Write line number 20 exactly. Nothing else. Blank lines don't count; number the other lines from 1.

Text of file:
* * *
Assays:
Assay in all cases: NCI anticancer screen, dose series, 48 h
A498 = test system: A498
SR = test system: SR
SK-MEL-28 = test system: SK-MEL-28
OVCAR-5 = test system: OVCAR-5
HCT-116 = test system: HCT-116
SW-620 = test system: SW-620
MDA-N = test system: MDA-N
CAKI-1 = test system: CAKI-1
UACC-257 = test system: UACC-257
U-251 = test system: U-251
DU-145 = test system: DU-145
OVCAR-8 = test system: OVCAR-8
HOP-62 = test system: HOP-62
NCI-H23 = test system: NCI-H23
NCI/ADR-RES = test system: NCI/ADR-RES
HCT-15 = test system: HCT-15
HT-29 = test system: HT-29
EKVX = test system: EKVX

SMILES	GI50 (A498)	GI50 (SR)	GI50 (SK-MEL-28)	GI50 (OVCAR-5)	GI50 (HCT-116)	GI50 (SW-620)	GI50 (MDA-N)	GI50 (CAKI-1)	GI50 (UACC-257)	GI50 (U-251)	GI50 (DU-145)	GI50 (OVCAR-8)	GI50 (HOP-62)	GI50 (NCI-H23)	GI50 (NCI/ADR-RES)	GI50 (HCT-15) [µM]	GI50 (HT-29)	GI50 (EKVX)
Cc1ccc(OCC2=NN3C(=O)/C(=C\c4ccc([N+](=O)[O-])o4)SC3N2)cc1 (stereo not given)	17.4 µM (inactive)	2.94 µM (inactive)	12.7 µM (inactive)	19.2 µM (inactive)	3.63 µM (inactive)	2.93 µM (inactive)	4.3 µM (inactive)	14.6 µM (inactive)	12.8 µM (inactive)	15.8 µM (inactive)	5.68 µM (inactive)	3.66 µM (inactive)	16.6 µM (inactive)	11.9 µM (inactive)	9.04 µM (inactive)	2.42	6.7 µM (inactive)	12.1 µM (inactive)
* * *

EKVX = test system: EKVX